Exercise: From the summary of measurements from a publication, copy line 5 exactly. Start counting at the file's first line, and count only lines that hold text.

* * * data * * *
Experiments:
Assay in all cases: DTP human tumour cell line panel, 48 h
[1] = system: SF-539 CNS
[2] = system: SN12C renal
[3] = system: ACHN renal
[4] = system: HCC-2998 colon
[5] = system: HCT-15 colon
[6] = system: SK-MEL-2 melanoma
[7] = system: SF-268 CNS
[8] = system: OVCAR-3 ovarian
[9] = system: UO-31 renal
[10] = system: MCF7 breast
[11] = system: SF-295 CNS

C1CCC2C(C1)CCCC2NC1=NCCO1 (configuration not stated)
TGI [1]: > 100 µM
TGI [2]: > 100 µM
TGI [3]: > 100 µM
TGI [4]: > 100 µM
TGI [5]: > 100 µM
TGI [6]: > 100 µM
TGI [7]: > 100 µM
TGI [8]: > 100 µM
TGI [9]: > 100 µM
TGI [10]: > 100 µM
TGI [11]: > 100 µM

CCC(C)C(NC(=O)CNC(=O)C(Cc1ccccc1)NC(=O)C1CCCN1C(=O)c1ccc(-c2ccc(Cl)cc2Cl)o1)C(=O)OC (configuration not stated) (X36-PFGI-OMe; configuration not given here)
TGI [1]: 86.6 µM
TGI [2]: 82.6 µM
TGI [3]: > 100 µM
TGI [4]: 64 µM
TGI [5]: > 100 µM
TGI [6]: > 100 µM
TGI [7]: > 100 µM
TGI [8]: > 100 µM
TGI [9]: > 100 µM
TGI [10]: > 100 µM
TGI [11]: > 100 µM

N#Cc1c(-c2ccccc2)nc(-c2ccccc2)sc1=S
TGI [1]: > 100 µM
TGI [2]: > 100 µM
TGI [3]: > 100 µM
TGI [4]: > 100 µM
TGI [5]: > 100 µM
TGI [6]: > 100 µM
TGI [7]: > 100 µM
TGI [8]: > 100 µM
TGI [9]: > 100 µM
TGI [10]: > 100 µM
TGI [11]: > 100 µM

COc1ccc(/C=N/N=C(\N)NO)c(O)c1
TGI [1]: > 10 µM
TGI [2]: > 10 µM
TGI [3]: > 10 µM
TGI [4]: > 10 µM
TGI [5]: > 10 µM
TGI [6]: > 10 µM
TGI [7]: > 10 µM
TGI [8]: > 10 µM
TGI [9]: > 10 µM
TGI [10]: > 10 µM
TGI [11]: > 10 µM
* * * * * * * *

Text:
[3] = system: ACHN renal